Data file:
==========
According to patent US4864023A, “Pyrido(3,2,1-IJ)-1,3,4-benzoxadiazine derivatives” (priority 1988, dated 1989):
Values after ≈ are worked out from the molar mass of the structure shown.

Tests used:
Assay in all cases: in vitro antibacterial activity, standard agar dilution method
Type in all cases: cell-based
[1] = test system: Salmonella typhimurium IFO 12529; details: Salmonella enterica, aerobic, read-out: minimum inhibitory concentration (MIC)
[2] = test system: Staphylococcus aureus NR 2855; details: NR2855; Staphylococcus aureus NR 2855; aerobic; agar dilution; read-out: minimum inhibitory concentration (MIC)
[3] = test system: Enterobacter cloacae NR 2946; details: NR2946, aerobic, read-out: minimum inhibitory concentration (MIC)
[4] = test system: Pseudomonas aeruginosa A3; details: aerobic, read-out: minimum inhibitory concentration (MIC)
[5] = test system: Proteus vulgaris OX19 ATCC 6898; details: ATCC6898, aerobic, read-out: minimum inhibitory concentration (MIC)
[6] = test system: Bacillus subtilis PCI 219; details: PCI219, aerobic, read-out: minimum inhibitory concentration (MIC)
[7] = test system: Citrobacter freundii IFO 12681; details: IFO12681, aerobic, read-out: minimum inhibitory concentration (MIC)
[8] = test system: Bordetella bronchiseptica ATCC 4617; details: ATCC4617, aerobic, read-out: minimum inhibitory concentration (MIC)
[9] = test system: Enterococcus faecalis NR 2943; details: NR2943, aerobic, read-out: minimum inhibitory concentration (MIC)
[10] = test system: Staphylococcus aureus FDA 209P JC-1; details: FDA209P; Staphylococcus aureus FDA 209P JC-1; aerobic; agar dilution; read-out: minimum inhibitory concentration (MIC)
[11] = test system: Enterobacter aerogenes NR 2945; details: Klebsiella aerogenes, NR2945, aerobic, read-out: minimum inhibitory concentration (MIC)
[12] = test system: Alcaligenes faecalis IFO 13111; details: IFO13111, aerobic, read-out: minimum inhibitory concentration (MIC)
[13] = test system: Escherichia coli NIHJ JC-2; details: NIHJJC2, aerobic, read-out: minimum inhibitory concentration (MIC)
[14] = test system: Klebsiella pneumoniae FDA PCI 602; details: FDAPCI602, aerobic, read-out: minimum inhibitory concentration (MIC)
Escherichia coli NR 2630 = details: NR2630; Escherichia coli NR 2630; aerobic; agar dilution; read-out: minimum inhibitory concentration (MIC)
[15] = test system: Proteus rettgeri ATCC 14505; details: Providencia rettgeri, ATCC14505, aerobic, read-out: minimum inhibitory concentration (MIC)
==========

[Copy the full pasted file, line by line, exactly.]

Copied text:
According to patent US4864023A, “Pyrido(3,2,1-IJ)-1,3,4-benzoxadiazine derivatives” (priority 1988, dated 1989):
Values after ≈ are worked out from the molar mass of the structure shown.

Tests used:
Assay in all cases: in vitro antibacterial activity, standard agar dilution method
Type in all cases: cell-based
[1] = test system: Salmonella typhimurium IFO 12529; details: Salmonella enterica, aerobic, read-out: minimum inhibitory concentration (MIC)
[2] = test system: Staphylococcus aureus NR 2855; details: NR2855; Staphylococcus aureus NR 2855; aerobic; agar dilution; read-out: minimum inhibitory concentration (MIC)
[3] = test system: Enterobacter cloacae NR 2946; details: NR2946, aerobic, read-out: minimum inhibitory concentration (MIC)
[4] = test system: Pseudomonas aeruginosa A3; details: aerobic, read-out: minimum inhibitory concentration (MIC)
[5] = test system: Proteus vulgaris OX19 ATCC 6898; details: ATCC6898, aerobic, read-out: minimum inhibitory concentration (MIC)
[6] = test system: Bacillus subtilis PCI 219; details: PCI219, aerobic, read-out: minimum inhibitory concentration (MIC)
[7] = test system: Citrobacter freundii IFO 12681; details: IFO12681, aerobic, read-out: minimum inhibitory concentration (MIC)
[8] = test system: Bordetella bronchiseptica ATCC 4617; details: ATCC4617, aerobic, read-out: minimum inhibitory concentration (MIC)
[9] = test system: Enterococcus faecalis NR 2943; details: NR2943, aerobic, read-out: minimum inhibitory concentration (MIC)
[10] = test system: Staphylococcus aureus FDA 209P JC-1; details: FDA209P; Staphylococcus aureus FDA 209P JC-1; aerobic; agar dilution; read-out: minimum inhibitory concentration (MIC)
[11] = test system: Enterobacter aerogenes NR 2945; details: Klebsiella aerogenes, NR2945, aerobic, read-out: minimum inhibitory concentration (MIC)
[12] = test system: Alcaligenes faecalis IFO 13111; details: IFO13111, aerobic, read-out: minimum inhibitory concentration (MIC)
[13] = test system: Escherichia coli NIHJ JC-2; details: NIHJJC2, aerobic, read-out: minimum inhibitory concentration (MIC)
[14] = test system: Klebsiella pneumoniae FDA PCI 602; details: FDAPCI602, aerobic, read-out: minimum inhibitory concentration (MIC)
Escherichia coli NR 2630 = details: NR2630; Escherichia coli NR 2630; aerobic; agar dilution; read-out: minimum inhibitory concentration (MIC)
[15] = test system: Proteus rettgeri ATCC 14505; details: Providencia rettgeri, ATCC14505, aerobic, read-out: minimum inhibitory concentration (MIC)